Sunday, April 20, 2014

21-17, (- # 9) Step attach angles

The philosophy behind the EAA’s existence is to learn about aviation via the process of assembling or designing your own airplane.  Today was a great day to learn things.  Specifically, I learned how hard it is to fabricate even a simple piece.  I’m not being cynical or sarcastic, just very matter-of-fact.  

I didn’t pay attention and countersunk the wrong side of the F-1251 Nutplate Attach Brackets.   After I discovered my mistake (and de-riveted the K1000-428 nut plates) I realized that I couldn’t just countersink the correct side as that would leave no material to hold the rivet.  I tried rotating the nut plate and drilled another hole about 30° from the first one, but again, that didn’t leave enough space to have good material grip. (see photo below, bottom right). Turning the Nutplate Attach Bracket upside down and putting in my own 1/4” wouldn’t work because the existing 1/4” hole was right where a rivet would be. 

Rather than waiting a few days for a piece to arrive, I decided to fabricate my own replacement.  I scrounged around the garage and noted some spare extruded angle material.  Some basic measuring, drilling, de-burring and buffing created some parts that looked pretty good.  I test fitted them without really looking at the diagram and discovered that the corner of the extruded material didn’t quite permit a good fit into the filleted grove of the Step Attach Angles, so I cut off the ‘vertical’ portions of my new creations.  Then I noted that those were actually supposed to *away* from the ‘vertical’ portions of the Step Attach Angles.  I conclude that the reason the original parts had that bend in them was to add additional bending strength to the part, so I proceeded to cannibalize a longeron (I’ve ordered the replacement) and make another batch of four.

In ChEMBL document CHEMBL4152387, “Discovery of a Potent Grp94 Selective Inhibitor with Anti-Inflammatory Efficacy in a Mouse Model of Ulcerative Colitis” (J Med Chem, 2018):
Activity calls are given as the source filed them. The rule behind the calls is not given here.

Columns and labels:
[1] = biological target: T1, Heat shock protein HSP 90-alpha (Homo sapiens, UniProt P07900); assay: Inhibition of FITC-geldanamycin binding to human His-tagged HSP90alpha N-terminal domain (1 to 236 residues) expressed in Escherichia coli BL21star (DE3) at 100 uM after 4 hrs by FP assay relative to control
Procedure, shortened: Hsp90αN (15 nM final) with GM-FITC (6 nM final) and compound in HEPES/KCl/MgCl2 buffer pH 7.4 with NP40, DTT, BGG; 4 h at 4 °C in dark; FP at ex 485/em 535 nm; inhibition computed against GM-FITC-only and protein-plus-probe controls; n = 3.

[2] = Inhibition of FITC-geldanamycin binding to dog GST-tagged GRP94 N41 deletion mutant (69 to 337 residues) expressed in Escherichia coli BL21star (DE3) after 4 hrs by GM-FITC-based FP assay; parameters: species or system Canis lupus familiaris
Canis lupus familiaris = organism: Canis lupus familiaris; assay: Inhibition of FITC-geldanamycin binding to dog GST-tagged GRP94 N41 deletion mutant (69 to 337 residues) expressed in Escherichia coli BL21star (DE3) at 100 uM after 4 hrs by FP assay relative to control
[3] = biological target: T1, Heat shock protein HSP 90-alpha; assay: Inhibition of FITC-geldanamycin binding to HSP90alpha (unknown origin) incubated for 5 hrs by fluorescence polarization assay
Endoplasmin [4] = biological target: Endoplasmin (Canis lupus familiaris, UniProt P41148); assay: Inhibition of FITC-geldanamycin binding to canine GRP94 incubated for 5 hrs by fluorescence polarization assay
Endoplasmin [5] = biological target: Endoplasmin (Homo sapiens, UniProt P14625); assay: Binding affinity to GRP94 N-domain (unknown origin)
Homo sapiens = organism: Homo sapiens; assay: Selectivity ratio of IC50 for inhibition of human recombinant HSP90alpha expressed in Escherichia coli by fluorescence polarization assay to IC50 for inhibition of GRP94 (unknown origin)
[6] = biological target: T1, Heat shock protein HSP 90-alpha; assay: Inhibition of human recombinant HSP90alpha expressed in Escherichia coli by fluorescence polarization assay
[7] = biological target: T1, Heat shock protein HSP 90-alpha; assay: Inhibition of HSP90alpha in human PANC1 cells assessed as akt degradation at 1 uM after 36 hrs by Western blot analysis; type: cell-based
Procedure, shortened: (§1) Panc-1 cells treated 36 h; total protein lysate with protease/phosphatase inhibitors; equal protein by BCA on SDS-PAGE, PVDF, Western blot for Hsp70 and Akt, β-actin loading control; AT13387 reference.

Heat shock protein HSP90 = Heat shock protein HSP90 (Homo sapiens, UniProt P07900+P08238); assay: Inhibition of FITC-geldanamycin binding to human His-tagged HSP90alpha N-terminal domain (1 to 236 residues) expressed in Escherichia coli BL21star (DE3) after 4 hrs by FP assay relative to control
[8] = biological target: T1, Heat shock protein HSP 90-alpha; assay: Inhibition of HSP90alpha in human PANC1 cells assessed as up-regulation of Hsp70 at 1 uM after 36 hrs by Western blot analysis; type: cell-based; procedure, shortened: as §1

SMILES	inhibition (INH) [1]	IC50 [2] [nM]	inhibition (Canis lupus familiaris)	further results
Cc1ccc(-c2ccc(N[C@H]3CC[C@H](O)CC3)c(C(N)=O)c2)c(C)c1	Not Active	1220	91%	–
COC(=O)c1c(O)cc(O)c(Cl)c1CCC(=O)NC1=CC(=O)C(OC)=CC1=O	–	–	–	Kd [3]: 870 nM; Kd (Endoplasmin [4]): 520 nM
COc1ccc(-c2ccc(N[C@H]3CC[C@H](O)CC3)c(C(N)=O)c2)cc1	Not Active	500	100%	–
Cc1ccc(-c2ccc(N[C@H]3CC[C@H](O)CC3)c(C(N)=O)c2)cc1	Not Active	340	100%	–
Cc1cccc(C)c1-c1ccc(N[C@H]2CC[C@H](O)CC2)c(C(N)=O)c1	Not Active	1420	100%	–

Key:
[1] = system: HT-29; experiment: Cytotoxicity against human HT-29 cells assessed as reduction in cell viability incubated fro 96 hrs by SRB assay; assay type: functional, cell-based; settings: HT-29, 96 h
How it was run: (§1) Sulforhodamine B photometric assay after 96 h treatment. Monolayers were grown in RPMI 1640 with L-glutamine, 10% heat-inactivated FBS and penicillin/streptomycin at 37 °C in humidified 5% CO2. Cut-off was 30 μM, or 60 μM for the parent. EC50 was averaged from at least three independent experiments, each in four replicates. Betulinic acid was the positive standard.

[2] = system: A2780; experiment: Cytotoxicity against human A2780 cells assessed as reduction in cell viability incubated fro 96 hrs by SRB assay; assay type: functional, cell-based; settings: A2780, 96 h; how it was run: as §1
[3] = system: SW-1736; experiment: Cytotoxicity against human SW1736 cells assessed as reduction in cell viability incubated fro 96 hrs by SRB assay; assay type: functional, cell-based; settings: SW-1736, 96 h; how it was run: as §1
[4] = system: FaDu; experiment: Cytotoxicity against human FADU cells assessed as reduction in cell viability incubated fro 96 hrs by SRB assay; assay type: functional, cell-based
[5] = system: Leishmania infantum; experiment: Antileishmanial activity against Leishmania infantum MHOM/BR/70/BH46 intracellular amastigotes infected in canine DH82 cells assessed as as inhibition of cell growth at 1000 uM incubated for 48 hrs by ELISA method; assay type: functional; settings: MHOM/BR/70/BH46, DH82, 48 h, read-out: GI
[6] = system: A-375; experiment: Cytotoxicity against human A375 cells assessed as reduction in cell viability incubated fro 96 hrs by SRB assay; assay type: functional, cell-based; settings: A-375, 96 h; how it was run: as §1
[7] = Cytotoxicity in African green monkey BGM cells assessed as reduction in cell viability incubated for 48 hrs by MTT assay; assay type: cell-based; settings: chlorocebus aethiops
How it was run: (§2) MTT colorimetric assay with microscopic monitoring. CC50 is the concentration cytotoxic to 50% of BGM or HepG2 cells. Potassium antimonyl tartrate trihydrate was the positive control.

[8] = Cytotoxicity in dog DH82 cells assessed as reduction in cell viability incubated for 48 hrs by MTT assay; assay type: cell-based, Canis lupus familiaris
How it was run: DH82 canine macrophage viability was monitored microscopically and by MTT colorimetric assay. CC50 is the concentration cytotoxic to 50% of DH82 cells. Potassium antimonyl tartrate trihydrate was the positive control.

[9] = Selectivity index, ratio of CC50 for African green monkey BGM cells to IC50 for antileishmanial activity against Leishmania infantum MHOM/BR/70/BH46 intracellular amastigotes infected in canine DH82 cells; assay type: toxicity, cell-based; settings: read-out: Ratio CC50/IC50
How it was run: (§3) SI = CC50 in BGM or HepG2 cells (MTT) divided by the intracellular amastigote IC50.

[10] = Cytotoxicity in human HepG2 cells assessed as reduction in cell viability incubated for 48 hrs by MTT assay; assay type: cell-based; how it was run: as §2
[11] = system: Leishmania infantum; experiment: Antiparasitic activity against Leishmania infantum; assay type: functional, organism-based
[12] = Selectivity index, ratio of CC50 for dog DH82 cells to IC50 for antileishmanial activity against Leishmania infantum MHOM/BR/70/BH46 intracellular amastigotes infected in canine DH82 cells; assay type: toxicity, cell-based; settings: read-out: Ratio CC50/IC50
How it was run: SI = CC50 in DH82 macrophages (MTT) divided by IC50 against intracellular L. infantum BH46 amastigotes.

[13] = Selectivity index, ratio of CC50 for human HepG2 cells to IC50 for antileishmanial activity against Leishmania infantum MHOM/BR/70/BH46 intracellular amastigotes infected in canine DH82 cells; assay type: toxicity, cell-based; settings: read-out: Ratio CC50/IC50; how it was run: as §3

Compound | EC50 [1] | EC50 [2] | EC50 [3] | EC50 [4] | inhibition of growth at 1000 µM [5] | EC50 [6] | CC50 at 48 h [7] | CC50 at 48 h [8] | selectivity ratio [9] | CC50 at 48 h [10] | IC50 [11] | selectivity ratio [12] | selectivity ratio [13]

I drilled the 1/4” hole, then held a K1000-428 in place with an AN4 bolt while I drilled the mounting holes using the K1000 as a template.  Even with this technique, there was some filing and re-drilling required to actually get a rivet to go into place.  Because this material was thicker than the original stock, I used 426D3-4.5 rivets (vs -3.5’s) and got good looking rivets.  One Nut Plate started to cross thread and I noted that the lip of the fabricated part wasn’t quite centered and thus caused the bolt to enter at an angle.  That got filed out and an AN4

All in all, I spent about 3 hours on this project, but it felt good to do a bit of basic engineering and shop work and I saved about 3  or 4 days.  As it turned out, I got a lot done in those 2 days, so my efforts were well spent.  What a wonderful day!

In the photo below, you can see the original ruined parts and their fabricated replacements (primed and ready for installation.)

IMG 3112

Original & Replacement F-1251 Nut Plate Brackets

IMG 3116

Step Attach Angles and Nut Plates

IMG 3108

temporarily attached Boarding Step

BTW, step #9 calls for sealing the opening on the boarding step with ProSeal, which I don’t happen to have on hand.  Because the step can be attached at any later time (as per 21-18 #10), I’m deferring that for now and marking this page otherwise complete. 

No comments:

Post a Comment